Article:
Therefore, there is a need in the art for a stable semiconductor material that has sufficiently high mobility on glass substrates as well as on plastic substrates and other flexible substrates with high processing temperatures.

SUMMARY OF THE INVENTION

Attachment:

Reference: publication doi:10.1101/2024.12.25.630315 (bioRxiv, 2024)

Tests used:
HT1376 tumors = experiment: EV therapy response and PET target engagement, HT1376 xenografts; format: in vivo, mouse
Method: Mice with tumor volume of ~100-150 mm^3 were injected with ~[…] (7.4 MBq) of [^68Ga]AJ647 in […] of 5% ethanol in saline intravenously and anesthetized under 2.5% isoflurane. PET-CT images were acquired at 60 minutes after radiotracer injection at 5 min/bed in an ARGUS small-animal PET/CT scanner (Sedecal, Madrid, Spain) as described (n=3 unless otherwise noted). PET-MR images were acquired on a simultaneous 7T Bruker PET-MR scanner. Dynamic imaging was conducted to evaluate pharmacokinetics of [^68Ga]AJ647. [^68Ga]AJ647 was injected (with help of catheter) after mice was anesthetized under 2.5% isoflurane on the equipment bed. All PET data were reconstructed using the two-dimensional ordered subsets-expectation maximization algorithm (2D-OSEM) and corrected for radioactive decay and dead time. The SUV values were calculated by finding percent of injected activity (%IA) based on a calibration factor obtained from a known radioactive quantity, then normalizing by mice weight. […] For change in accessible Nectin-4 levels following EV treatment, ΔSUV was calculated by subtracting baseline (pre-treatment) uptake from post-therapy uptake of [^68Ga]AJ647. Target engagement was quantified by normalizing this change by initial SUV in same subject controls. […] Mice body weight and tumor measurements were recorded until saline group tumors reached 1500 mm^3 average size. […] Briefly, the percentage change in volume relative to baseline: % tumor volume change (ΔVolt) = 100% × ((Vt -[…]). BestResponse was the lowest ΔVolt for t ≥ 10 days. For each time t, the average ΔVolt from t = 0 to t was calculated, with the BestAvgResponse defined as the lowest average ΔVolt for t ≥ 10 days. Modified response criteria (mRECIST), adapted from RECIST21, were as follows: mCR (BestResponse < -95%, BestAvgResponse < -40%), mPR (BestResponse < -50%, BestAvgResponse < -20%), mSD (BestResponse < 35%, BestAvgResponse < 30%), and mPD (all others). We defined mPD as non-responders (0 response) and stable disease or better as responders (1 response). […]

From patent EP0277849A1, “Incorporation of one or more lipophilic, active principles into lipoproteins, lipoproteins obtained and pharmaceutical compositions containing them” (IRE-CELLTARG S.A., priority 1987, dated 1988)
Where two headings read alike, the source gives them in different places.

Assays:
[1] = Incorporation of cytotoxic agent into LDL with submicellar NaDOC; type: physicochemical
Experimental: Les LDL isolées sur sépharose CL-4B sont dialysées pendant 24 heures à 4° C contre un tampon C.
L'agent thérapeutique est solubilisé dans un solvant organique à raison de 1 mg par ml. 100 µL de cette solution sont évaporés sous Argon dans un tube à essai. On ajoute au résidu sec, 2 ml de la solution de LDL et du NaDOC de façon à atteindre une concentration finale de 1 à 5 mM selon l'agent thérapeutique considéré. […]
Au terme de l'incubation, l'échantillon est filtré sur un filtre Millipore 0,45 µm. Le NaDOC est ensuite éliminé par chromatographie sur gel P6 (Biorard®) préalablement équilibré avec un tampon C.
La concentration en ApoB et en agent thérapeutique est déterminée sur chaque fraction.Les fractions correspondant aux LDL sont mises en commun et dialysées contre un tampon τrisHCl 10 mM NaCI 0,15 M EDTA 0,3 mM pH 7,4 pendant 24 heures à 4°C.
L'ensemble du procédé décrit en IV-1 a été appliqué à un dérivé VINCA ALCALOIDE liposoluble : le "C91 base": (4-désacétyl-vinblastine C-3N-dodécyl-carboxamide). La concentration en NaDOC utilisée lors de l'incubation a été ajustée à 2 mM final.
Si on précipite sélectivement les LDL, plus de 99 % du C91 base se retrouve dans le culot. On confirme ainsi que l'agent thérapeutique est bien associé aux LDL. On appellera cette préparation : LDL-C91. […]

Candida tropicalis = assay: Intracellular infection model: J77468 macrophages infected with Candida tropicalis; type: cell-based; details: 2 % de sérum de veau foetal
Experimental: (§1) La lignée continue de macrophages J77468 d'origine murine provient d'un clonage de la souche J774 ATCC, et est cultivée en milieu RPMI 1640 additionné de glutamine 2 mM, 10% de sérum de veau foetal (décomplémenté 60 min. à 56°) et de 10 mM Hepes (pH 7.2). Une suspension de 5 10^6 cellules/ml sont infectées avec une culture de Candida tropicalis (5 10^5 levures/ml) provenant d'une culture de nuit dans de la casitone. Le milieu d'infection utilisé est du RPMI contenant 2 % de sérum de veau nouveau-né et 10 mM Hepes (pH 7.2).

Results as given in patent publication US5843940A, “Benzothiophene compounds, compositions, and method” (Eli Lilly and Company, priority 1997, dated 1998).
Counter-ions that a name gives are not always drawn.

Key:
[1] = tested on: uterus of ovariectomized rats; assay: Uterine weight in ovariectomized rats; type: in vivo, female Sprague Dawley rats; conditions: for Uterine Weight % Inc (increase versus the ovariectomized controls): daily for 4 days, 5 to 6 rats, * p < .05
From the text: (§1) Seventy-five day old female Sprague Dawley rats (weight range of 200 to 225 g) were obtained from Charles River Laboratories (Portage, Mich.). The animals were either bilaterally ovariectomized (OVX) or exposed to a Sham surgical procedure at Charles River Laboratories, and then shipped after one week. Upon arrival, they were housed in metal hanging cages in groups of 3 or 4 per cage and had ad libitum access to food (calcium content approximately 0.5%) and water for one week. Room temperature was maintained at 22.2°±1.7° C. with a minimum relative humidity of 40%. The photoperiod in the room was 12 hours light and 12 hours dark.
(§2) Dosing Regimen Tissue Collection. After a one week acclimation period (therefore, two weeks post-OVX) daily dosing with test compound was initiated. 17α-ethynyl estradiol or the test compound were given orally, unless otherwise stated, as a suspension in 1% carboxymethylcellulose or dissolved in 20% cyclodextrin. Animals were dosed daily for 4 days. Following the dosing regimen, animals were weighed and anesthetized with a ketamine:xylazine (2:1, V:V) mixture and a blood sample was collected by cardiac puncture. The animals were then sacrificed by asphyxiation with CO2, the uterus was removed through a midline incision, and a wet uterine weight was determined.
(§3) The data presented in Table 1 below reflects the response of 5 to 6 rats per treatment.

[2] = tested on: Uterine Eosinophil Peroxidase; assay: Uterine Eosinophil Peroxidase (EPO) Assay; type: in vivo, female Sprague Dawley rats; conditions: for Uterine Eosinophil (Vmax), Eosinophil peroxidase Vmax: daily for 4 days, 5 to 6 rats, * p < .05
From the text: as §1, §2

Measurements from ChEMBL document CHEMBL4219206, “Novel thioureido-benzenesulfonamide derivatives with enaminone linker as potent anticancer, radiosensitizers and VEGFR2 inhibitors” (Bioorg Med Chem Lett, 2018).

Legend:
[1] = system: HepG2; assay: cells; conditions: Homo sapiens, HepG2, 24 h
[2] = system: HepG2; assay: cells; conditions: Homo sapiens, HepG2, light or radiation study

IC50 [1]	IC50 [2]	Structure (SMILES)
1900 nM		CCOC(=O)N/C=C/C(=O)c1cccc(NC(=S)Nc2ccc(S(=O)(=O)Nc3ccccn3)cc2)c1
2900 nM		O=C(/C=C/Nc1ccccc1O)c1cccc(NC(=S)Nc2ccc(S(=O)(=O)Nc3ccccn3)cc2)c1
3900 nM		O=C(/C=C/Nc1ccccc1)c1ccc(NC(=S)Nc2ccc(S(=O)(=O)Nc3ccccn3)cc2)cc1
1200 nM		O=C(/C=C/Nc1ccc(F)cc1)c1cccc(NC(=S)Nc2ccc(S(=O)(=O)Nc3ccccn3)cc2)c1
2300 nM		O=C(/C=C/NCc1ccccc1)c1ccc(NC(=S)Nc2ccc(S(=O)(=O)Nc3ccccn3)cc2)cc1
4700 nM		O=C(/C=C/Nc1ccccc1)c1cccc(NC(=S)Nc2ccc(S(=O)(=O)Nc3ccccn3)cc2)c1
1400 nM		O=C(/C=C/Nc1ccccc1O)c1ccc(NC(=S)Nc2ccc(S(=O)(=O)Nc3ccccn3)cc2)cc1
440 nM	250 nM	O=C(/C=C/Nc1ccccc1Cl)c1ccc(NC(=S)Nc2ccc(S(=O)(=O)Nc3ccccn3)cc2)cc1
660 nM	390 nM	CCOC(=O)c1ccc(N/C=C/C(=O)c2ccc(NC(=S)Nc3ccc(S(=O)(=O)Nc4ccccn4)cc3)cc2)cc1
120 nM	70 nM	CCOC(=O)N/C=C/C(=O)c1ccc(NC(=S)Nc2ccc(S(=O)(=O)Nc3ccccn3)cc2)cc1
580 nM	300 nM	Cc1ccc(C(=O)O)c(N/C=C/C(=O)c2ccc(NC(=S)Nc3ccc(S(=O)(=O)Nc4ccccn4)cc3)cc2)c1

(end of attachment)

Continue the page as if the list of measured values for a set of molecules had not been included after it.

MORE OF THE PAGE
The present invention generally includes reactive sputtering methods used to deposit semiconductor films and semiconductor films. The sputtering target may comprise zinc, which may be doped with aluminum or other metals. The zinc target can be reactively sputtered by introducing a nitrogen containing gas and an oxygen containing gas into the chamber. The amount of nitrogen-containing gas may be determined by a typical zinc oxide feature peak, e.g., a film structure that does not have a zinc oxide (002) peak as measured by XRD. The nitrogen-containing gas flow can be selected such that the film is amorphous (i.e., there is no clear peak measured by XRD) or there are some weak peaks of zinc nitride or zinc oxynitride. The nitrogen-containing gas flow may be significantly greater than the oxygen-containing gas flow. The amount of oxygen-containing gas may be based on the turning point of the membrane structure. The amount of oxygen-containing gas may be selected in an amount less than that required to produce the zinc oxide (002) peak as measured by XRD. In order to simplify the process, the oxygen-containing gas flow can also be determined through film conductivity, DC voltage change, or membrane permeability based on measurements obtained from a deposition without nitrogen-containing gas, . The resulting film can be controlled to an amorphous or crystalline structure at a certain level. Reactive sputtering can occur at temperatures ranging from about room temperature up to several hundreds of degrees Celsius. After the deposition, the semiconductor film may be annealed to further improve film mobility.